But here are some examples of what happens when people, organizations and communities integrate trauma-informed and resilience-building practices based on ACEs science:

  • An elementary school in San Diego stops suspending and expelling  students. They don’t need to. And the kids’ grades, test scores and attendance climb. Teachers are happier and less stressed. 
  • A health clinic in Pueblo, Colorado, sees a 30 percent drop in visits to the emergency room.
  • A a juvenile diversion program in Philadelphia reduces arrests from 1600 to 500 in three years. A juvenile detention facility in San Diego experiences no violence whatsoever.
  • Pediatricians say they have a better relationship with parents and their kids. They can address developmental problems, and identify domestic violence earlier. 
  • After one year, family courts that have integrated the Safe Babies Courts approach see 99 percent of the kids suffer no further abuse. 
  • A family physician in Tennessee who treats people addicted to opioids sees that 99 percent of his patients are able to hold down a job.
  • After a person recovers from an opioid overdose in Plymouth County, MA, a police offers visits and offers to take them to a rehab facility right then and there. And then says “How about I treat you to dinner on the way?”
  • A batterer intervention program in Bakersfield, CA, sees recidivism rates fall from 60 percent to six percent. 
  • The Wisconsin Economic Development Corporation sees the number of people quitting their jobs in that state agency decline from 21 percent to just 3 percent. 
  • In Cowlitz County, Washington, youth suicide and suicide attempts drop 98 percent, and high school dropout rates decrease 47 percent.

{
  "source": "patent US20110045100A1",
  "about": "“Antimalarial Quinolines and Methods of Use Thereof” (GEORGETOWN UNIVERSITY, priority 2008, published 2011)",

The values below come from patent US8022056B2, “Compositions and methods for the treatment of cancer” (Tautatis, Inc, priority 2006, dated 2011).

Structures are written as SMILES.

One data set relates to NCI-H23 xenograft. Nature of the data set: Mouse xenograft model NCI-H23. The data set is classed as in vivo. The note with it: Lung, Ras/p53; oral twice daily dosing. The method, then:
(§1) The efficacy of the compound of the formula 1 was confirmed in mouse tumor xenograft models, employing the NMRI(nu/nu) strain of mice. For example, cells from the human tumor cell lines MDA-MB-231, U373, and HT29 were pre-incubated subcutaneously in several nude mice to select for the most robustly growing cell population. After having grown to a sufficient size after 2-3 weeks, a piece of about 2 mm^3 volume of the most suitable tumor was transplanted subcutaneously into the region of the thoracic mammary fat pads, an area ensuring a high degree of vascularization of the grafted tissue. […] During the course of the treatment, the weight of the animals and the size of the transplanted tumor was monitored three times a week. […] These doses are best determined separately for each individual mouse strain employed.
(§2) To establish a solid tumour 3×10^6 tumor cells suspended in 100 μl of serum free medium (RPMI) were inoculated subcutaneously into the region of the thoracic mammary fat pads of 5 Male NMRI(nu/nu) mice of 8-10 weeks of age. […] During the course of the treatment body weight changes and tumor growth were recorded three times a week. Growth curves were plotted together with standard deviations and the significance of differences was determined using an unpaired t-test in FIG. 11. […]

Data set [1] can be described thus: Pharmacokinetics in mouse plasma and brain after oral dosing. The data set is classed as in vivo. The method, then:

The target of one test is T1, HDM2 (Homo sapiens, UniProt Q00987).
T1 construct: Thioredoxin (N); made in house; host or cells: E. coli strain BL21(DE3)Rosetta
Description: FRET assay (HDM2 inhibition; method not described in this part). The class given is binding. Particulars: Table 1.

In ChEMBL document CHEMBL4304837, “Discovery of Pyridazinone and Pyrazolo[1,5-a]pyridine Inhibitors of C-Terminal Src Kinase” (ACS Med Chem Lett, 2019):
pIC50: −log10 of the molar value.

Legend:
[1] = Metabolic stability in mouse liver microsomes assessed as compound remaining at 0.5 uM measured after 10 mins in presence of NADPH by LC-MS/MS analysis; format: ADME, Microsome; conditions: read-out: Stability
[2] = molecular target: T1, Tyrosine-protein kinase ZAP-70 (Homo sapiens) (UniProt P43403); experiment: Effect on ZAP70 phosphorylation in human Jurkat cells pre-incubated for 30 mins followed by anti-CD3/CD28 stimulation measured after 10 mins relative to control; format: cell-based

• You’ll hear about these and other examples in the breakout sessions today and tomorrow.

So, how far do we have to go? When we come to a conference like this, it might be easy to think that we’ve hit a tipping point. 


A tipping point is that moment when change becomes unstoppable. 

Some people estimate a tipping point is 10 percent of a population. Others say 20 percent or 30 percent. The point is, we don’t have to convince everybody for a massive mind shift to happen. Tipping points give us goals  to work toward.  

But we do have a ways to go. Just in the United States, there are 34,000 cities, towns and counties. A tipping point here? 3,000? 10,000? 

There are 90,000 pediatricians in this country. A tipping point here: 18,000 to 30,000? 

Hundreds of schools are integrating trauma-informed, resilience-building practices based on ACEs science. There are about 130,000 in the U.S. About 3 million world-wide. 

There are dozens of Safe Babies Courts now, but only 1 percent of family courts are Safe Babies Courts.

We know this approach works — the science is irrefutable, and our successes are, too. So, we keep going. This is our call to action: To live what we know. 

We’re discovering how to do this together. We don’t have enough evidence-based practices yet. We’re barely into the practice-based evidence stage. We’re still coming up with common definitions. 

Words and ideas from and for the ACEs movement

There are a few things that we’ve figured out, though. And I believe that, for the ACEs movement, the following are words and ideas to live by.